Trump sits pretty as trade wars and political crises hit
Business Week: Warnings from Soros and the OECD, and news on property
US president Donald Trump placed tariffs of 25 per cent on steel and the 10 per cent levy on aluminium.
“FAIR TRADE!” screamed a tweet from you-know-who at about 10.30pm on Thursday.
US president Donald Trump, who is known for neither his grasp of nuance nor a thirst for detail, appeared to be summarising the upshot of his decision to slap tariffs on steel and aluminium imports, which would come into effect at midnight that night.
The tariffs of 25 per cent on steel and 10 per cent on aluminium immediately renewed fears of a transatlantic trade war, with the European Union vowing to retaliate, while the Department of Enterprise warned Irish companies would be hit.
The levies were also placed on Canadian and Mexican metal imports, complicating ongoing talks on the North American Free Trade Agreement between the US, Mexico and Canada.
In military terms, there is an old rule of thumb that you shouldn’t open up a two-front war, but Trump had no such concerns, announcing plans to proceed with tariffs on $50 billion worth of Chinese imports, rebooting the trade war with that country that he had put “on hold” a fortnight ago.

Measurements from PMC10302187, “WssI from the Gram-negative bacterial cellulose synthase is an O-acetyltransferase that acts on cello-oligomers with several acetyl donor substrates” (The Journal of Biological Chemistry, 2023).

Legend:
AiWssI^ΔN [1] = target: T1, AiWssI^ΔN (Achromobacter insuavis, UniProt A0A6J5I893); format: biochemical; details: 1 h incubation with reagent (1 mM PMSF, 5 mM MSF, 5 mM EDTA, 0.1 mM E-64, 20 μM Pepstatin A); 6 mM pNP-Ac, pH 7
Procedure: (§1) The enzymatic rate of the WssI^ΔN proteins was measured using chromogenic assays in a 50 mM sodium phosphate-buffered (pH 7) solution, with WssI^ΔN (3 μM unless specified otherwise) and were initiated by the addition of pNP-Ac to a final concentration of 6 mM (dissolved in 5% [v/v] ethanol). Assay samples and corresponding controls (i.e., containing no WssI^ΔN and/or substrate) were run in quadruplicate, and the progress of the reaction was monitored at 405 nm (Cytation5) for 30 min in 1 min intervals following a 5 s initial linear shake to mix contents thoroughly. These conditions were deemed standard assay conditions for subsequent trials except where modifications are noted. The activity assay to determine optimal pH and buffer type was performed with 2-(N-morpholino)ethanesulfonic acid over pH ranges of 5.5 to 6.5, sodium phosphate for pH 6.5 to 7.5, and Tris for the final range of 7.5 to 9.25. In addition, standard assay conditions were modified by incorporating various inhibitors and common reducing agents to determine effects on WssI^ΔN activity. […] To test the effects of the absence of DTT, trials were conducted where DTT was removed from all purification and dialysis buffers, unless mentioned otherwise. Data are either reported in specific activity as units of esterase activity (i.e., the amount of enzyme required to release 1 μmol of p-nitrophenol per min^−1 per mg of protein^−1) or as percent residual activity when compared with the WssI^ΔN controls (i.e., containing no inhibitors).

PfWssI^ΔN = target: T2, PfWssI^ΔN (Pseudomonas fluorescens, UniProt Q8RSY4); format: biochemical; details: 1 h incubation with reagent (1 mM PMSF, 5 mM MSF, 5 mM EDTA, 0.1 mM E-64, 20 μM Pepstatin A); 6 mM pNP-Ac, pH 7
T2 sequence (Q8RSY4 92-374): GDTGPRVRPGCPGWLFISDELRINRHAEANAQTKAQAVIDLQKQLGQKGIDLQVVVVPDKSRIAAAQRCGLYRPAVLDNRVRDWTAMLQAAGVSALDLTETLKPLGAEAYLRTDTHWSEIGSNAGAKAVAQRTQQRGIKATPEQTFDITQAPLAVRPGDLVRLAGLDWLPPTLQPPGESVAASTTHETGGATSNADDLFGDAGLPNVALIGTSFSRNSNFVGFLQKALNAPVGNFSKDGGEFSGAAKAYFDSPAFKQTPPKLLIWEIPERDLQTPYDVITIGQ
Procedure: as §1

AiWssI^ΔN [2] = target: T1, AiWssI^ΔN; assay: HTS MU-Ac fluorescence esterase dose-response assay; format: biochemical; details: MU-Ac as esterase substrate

The new tariffs came as critics in Congress attacked Trump for softening his approach to ZTE, the Chinese telecoms group, after president Xi Jinping said his earlier punishment would cost thousands of jobs.
Interestingly, Ivanka Trump won approval from Beijing for five new trademarks – potentially worth millions of dollars – as her father made the announcement, sparking further questions about conflicts of interest at the White House. But never fear, Chinese state-media said it was “highly likely to be just a coincidence”.
This week’s instability wasn’t confined to Trump’s actions. A political crisis in Italy sent stock markets tumbling and yields on Italian notes skyrocketing.
The crisis was triggered when Italy’s president Sergio Mattarella effectively blocked a populist alliance from taking power by vetoing the nomination of its eurosceptic economy minister.
The crisis abated by the end of the week as Mattarella agreed to a revised slate of ministers and the selection of political newcomer Giuseppe Conte as prime minister, but not before much damage had been done.
All of this no doubt contributed to an intervention from investor George Soros, who warned that another “major” financial crisis may be on the way.
The last time the Organisation for Economic Cooperation and Development (OECD) warned about the possibility of a housing bubble in the Republic was in June 2006 when the State was the verge of the financial crash.
The government didn’t listen to the Paris-based agency on that occasion, and we all know what happened next. Woe betide the current occupants of Government buildings should it make the same mistakes.
The OECD this week said signs of overheating have begun to emerge in the economy, with new mortgage loans and loans to small firms – largely driven by construction-related activity – up sharply in recent months.